Functional characteristics of disruptive behavior in developmentally disabled children with and without autism

R. Matthew Reese, David M. Richman, John M. Belmont, Paige Morse

Research output: Contribution to journalArticle

59 Scopus citations

Abstract

Expanding on Reese et al. [2003], functional behavioral assessment interviews [O'Neill et al., 1997] concerning disruptive behavior were conducted with parents of 23 children with autism (6 females, 17 males, chronological ages [CA] 24-60 months) and 23 controls without autism pair-matched for CA, developmental age and sex. All children exhibited frequent disruptive behavior. The interviews suggested that matched control children's disruptive behavior typically functioned to gain attention or items, or to escape demands in general. This was also true for girls with autism. For boys with autism, disruptive behavior more often functioned to (a) escape demands that interfere with repetitive behavior, (b) retain access to an item used in repetitive routines, or (c) avoid idiosyncratically aversive sensory stimuli (e.g., ordinary household noises). These results emphasize the importance of considering behavioral characteristics that are associated with sex and specific disorders or syndromes when conducting functional behavioral assessments.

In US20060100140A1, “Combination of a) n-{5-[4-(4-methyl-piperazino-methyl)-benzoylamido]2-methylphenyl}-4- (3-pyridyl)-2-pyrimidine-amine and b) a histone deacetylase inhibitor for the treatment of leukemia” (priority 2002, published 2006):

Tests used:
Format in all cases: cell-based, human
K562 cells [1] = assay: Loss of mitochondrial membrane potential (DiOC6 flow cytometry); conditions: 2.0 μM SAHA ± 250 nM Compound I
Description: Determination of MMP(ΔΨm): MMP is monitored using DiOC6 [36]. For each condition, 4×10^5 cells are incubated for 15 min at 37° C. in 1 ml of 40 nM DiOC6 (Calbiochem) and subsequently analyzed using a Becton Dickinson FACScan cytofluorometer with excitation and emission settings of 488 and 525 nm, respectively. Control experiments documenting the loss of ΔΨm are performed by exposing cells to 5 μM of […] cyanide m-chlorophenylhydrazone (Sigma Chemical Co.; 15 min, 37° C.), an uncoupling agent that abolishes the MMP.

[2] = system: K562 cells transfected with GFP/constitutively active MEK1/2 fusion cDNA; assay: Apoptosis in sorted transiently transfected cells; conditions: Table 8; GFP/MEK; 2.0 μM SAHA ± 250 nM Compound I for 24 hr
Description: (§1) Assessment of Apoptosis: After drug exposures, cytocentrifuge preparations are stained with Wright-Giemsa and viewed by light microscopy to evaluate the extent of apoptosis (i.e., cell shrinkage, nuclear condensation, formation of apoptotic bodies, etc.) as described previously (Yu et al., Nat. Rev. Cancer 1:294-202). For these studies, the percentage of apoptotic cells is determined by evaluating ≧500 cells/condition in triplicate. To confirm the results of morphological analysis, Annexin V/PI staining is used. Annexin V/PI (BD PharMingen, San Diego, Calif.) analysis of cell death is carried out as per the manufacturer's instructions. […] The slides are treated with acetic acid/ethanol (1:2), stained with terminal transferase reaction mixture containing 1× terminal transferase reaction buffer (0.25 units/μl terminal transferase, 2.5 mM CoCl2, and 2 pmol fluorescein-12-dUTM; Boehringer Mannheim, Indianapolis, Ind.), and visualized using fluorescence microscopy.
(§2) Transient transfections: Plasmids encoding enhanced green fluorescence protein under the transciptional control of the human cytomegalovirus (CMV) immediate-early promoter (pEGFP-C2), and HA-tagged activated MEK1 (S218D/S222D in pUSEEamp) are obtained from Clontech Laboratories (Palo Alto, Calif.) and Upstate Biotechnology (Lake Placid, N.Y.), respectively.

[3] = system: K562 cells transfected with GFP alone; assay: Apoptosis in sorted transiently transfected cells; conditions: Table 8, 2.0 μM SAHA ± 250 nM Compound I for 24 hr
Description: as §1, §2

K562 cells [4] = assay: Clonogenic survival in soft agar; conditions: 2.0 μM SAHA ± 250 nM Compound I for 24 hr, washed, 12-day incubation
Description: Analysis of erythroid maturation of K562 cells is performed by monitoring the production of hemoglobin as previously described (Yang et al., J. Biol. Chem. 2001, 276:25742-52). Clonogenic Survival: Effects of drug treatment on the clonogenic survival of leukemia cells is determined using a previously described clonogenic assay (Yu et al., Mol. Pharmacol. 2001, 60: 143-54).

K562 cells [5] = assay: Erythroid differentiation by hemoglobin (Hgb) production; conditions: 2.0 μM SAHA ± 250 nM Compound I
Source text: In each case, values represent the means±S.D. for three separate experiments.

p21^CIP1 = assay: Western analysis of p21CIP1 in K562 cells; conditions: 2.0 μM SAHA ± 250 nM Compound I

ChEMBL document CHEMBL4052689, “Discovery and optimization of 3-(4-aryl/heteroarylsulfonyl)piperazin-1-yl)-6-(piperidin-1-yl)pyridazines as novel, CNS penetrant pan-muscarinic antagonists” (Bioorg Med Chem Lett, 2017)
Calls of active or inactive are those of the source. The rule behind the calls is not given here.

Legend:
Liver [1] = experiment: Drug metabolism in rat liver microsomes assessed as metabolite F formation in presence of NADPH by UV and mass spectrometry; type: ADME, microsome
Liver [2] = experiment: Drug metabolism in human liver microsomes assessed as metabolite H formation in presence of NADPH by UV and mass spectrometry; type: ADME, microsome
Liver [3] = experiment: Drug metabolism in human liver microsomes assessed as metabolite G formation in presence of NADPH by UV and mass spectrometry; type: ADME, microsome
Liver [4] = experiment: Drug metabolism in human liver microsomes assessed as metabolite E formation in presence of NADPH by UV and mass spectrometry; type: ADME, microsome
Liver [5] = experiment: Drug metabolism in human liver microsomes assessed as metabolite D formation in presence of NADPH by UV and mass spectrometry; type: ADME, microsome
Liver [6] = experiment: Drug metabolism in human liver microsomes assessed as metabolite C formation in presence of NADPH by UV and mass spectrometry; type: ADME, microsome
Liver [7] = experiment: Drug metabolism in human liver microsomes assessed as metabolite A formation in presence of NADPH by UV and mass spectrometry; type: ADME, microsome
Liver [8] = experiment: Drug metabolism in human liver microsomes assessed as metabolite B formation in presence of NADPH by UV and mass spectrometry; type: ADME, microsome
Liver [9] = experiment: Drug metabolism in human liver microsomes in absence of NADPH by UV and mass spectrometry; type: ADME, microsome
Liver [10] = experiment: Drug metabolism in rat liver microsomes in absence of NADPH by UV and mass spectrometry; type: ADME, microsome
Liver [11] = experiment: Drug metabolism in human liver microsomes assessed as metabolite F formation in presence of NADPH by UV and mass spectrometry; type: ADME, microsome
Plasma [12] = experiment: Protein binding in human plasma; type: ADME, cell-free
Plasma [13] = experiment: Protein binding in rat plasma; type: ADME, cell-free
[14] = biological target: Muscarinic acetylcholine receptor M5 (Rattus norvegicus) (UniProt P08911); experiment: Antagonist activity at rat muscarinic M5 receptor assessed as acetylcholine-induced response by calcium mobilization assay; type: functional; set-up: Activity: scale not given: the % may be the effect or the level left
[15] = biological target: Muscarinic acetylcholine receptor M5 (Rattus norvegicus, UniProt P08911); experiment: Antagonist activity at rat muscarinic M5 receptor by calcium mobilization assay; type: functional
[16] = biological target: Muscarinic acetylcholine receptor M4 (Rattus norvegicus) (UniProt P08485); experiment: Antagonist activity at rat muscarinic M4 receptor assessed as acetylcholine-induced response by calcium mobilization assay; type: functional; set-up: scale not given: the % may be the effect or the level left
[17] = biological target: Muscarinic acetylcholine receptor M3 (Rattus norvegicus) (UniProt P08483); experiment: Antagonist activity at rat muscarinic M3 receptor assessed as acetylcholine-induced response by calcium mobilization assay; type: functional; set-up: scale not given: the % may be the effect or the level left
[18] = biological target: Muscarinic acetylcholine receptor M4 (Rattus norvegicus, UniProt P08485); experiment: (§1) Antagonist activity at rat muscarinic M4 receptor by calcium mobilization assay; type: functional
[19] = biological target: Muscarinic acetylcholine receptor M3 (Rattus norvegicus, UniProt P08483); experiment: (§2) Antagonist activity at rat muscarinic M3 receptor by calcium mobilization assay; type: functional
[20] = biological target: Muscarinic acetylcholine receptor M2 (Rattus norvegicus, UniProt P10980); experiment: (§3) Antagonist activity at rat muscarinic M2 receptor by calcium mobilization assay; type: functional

Original languageEnglish
Pages (from-to)419-428
Number of pages10
JournalJournal of Autism and Developmental Disorders
Volume35
Issue number4
DOIs
StatePublished - Aug 2005

Keywords

  • Autism
  • Behavioral phenotypes
  • Developmental disabilities
  • Disruptive behavior
  • Early childhood assessment
  • Functional analysis
  • Functional behavioral assessment interview

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